What made them successful in facing challenges was their systematic attitude and love for food and customers.
I grew up in Jalandhar, Punjab, while my wife, Nirupama Laroia, grew up in New Delhi. We met in a medical school in India and lived in England for a time before moving to America and settling in Pittsford in 1993. My urge for having Indian food, paired with good wine and scotch in a good ambiance, made me travel to Toronto, Washington or New York. That got me thinking, ‘Why don’t I have something like that here in Rochester?’
This thought infused with my dream of opening a restaurant and that too our way. However, before opening the restaurant, we decided to raise our two sons who attended Brighton schools.
During the day I used to work as an obstetrician and gynecologist, by meeting patients through my private practice in Penfield. My wife, being a neonatologist, used to serve as Medical Director and Section Chief of the Special Care Nursery at Rochester General Hospital. In addition to it, she was an Associate Professor in the Department of Pediatrics at Strong Memorial Hospital.
Carrying out our dreams along with our demanding career was a challenge. The spark came when we saw another Indian restaurant, Mysore Woodlands, going to the market. That was our turning point. We had already travelled the world over for 20 years to sample the best in Indian cuisines. So we finally opened Amaya Bar and Grill in September, 2011.
Though we began the restaurant with traditional Indian cuisines, we brought in a renowned expert on Indian cuisine, Chef Tuhin Dutta, to diversify the menu. Right now, our restaurant’s USP is the excellent chefs, managers and other staff who do most of the day-to-day running of Amaya. I normally head to the restaurant most evenings to enjoy a meal, greet customers and plan for the future.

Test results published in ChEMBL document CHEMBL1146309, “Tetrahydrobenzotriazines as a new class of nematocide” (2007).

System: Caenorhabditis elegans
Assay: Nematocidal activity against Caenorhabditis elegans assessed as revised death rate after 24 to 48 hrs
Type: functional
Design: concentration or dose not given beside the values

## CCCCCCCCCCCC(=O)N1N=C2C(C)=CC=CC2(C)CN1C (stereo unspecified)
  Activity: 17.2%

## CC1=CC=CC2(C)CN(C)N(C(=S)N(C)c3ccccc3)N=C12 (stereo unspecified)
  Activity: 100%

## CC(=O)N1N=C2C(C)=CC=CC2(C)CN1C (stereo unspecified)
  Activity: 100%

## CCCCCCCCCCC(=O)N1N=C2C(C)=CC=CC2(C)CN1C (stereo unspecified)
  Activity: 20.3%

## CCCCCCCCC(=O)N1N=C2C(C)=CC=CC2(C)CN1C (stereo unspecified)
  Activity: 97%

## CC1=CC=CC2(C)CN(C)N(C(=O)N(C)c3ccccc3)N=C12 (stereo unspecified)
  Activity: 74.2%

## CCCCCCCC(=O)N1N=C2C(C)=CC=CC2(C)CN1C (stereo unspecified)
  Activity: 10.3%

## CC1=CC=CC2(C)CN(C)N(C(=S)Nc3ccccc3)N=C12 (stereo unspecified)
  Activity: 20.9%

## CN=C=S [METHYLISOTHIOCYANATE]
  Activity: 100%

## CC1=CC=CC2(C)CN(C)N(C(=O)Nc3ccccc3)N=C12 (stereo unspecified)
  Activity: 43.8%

We brought in the sophisticated Indian Fusion menu so that the people coming to Amaya can experience flavours not only from other regions but also indulge in the culinary influences from Western cultures such as Portuguese, British and French
Even though we have expanded our menu to house in more cuisines, many of the house favorites, such as tandoori-cooked meats, still heat up the kitchen. Some of the new menu items in our menu include Poppy Ka Seekh (vegetarian kabob with a poppy seed crust), Kareli Awadh (braised lamb shanks) and Chicken Achaari, prepared with Indian mixed pickle spices. In desserts, we have an Indian ice cream with vermicelli noodles and basil seeds.
We also had to take care of guests who were new to Indian cuisines. So offered them a 4-course tasting menu.
We knew that Amaya had to have the spark to touch most. So we designed the menu in such a way that it became the only Indian restaurant in Rochester to offer a full-service bar, featuring Indian beer on tap, Indian wines, martinis and a large collection of single malt and blended Scotch whiskey.
Wednesday nights had to be made different. So we gave our guests the option of bringing in their own bottle of wine. With no corkage fee, we attracted customers by even including an offer of purchasing bottle at half price that day.
What made us successful and going even at the face of challenges was the systematic attitude and love for food and customers. Having gone through the journey, I can say that we both enjoyed being part of that challenge.